September 21, 2022       /       Unchained Daily       /       Laura Shin

Daily Bits✍️✍️✍️

  • Crypto exchanges FTX and Binance are bidding for the assets of bankrupt crypto lender Voyager Digital.
  • Alameda Research, Sam Bankman-Fried’s crypto trading firm, will repay a $200 million loan to Voyager Digital.
  • NFT marketplace OpenSea announced support for Arbitrum, a layer 2 blockchain on Ethereum.
  • Defi platform Maple Finance launched a $300 million lending pool for BTC miners.
  • After a passed governance proposal, Maker will add the GnosisDAO token as collateral to mint DAI.
  • BitGo claimed that Galaxy Digital left the acquisition deal “prematurely.”
  • MicroStrategy bought $6 million of Bitcoin and its shares dropped by 6%.
  • China plans to extend its CBDC trial to four additional provinces.
  • Crypto exchange Kraken joined a consortium to build an enterprise-grade, multi-chain liquid staking protocol.

Today in Crypto Adoption…

  • Nova Labs, the entity behind the crypto-powered wireless network Helium, announced a partnership with cellular giant T-Mobile to provide 5G coverage.
  • The Nasdaq is reportedly planning to launch its own crypto custody service.
  • The state of Colorado will accept crypto payments for taxes.
  • Popular trading app Robinhood listed Circle’s USDC as the first stablecoin available on the platform.

The $$$ Corner…

  • Web3 fraud protection startup Sardine raised $51.5 million led by a16z.
  • Integral, a Web3 finance platform, raised $8.5 million in a funding round led by Electric Capital.
  • Tres, a financial accounting software startup for web3 companies, announced a $7.6 million round.
  • Gaming studio Random Games closed a $7.6 million round backed by Grand Theft Auto creator David Jones.

What Do You Meme?

What’s Poppin’?

Wintermute Suffers a $160 Million Exploit, But Remains Solvent

by Juan Aranovich


Crypto market maker Wintermute was hacked for $160 million, according to CEO and founder Evgeny Gaevoy.

Gaevoy announced the attack on Twitter. He assured that the firm remains solvent, that the exploit was related to the DeFi operations of the firm and that the over the counter and CeFi operations stand intact. “We are solvent with twice over that amount in equity left,” Gaevoy said.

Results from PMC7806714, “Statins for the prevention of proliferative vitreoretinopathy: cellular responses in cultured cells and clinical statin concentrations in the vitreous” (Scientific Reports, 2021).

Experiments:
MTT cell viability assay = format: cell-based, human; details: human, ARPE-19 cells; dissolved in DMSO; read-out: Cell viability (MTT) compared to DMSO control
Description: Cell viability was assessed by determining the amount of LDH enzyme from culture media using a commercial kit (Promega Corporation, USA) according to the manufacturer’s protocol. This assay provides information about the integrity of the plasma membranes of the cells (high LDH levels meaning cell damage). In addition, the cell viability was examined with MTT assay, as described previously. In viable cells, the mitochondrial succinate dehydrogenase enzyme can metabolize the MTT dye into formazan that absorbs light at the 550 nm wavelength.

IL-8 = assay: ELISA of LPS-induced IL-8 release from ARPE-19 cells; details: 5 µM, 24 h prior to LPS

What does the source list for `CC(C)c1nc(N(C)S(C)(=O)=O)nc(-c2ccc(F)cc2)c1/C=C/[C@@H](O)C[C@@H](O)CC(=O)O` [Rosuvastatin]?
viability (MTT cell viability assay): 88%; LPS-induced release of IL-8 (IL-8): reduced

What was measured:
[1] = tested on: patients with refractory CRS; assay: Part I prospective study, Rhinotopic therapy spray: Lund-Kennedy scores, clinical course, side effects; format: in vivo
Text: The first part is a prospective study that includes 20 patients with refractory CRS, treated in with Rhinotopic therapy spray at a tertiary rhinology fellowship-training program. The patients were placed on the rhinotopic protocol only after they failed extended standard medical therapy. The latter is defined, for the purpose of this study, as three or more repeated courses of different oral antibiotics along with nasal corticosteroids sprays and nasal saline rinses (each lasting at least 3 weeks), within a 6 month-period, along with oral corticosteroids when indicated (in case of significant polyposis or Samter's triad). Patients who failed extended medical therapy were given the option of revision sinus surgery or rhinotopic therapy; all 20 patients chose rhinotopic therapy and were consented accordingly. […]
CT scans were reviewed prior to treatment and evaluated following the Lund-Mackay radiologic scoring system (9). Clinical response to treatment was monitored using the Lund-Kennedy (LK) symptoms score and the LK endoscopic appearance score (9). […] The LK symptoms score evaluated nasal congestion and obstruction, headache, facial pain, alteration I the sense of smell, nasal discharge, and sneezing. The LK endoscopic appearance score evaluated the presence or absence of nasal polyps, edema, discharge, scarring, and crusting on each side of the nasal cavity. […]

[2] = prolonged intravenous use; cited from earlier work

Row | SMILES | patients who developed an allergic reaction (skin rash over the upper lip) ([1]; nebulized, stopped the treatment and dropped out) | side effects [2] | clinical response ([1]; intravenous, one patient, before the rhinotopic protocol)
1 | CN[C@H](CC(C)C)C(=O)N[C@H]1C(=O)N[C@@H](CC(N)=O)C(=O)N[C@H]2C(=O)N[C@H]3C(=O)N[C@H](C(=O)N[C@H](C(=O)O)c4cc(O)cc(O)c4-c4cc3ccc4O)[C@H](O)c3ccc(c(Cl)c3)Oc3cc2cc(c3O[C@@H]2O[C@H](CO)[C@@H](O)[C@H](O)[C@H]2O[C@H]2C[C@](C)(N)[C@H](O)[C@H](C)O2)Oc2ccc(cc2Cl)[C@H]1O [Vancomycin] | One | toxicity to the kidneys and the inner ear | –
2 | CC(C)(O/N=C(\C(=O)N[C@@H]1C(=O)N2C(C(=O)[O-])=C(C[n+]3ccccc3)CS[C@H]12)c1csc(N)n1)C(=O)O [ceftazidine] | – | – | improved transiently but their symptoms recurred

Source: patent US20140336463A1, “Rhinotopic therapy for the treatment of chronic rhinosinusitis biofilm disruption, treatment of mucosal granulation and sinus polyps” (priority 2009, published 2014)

Wintermute’s CEO also said that they are treating this as a “white hat” hack, and is encouraging the attacker to get in touch with the team. A white hat hack refers to an ethical security hacker who identifies a vulnerability in the code, exploits it, and then returns the assets for free, or for a bounty.

“If it can happen to Wintermute… Stay safe. Stay paranoid,” said Dragonfly managing partner Haseeb Qureshi.

According to Rekt, a website that tracks all the hacks in crypto, this is among the top 10 exploits of all times, coming in at no.7 on the list. The largest one is still the Ronin’s attack, followed by Poly Network and Wormhole.

Even though the Wintermute team has not provided an official post-mortem yet, experts say the hacker likely took advantage of a “vanity address” vulnerability, which was recently discovered by the 1inch team.

“The attacker is likely a seasoned hacker/solidity developer. They created a helper contract, deposited stables into curve to avoid blacklisting, and figured out this vulnerability in a closed sourced vault contract in the first place,” said Mudit Gupta, Polygon’s chief information security officer.Earlier this year, Wintermute also suffered an attack worth $27 million. However, that one was related to a simple mistake: Wintermute provided the incorrect address for a delivery of 20 million OP tokens, which were delivered to the wrong person.

Recommended Reads

  1. Sami Kassab and Kunal Goel on the state of Bitcoin
  2. Glassnode’s Onchain newsletter on the Merge
  3. Fortune’s story on Coinbase’s GiveCrypto effort

On The Pod…

Is Bitcoin Doomed to Fail? Eric Wall and Justin Bons Face Off - Ep. 398

In a heated debate, Eric Wall, crypto blogger and investor, and Justin Bons, founder and chief investment officer of Cyber Capital, discuss Bitcoin’s security model, whether there are fundamental flaws in its design, and which is the best consensus mechanism. Show highlights:

  • why Justin stopped believing in Bitcoin and why he calls it “technically one of the worst cryptocurrencies”
  • how Eric’s views on Bitcoin changed over time
  • the problems they see with Bitcoin’s security
  • why Eric attacks BTC maximalism, even when he is a Bitcoiner
  • how the Bitcoin community will change in the next decades, and why the security problem is a challenge that could be solved
  • whether BTC should increase its inflation and whether that would break the store of value proposition
  • why Justin thinks that BTC fails as money and won’t play a relevant role in the future
  • what happened around the time of the blocksize debate back in 2015-2017
  • whether there’s something wrong with Bitcoin’s culture and why Eric compares it to a doomsday cult
  • why Ethereum has external dependencies that can impose systemic risks, according to Eric
  • whether proof of stake or proof of work is a better consensus mechanism
  • whether Ethereum is more censorship resistant than Bitcoin
  • why BTC is a speculative asset and what Justin believes is needed for crypto to finally flourish

Book Update

My book, The Cryptopians: Idealism, Greed, Lies, and the Making of the First Big Cryptocurrency Craze, which is all about Ethereum and the 2017 ICO mania, is now available!

You can purchase it here: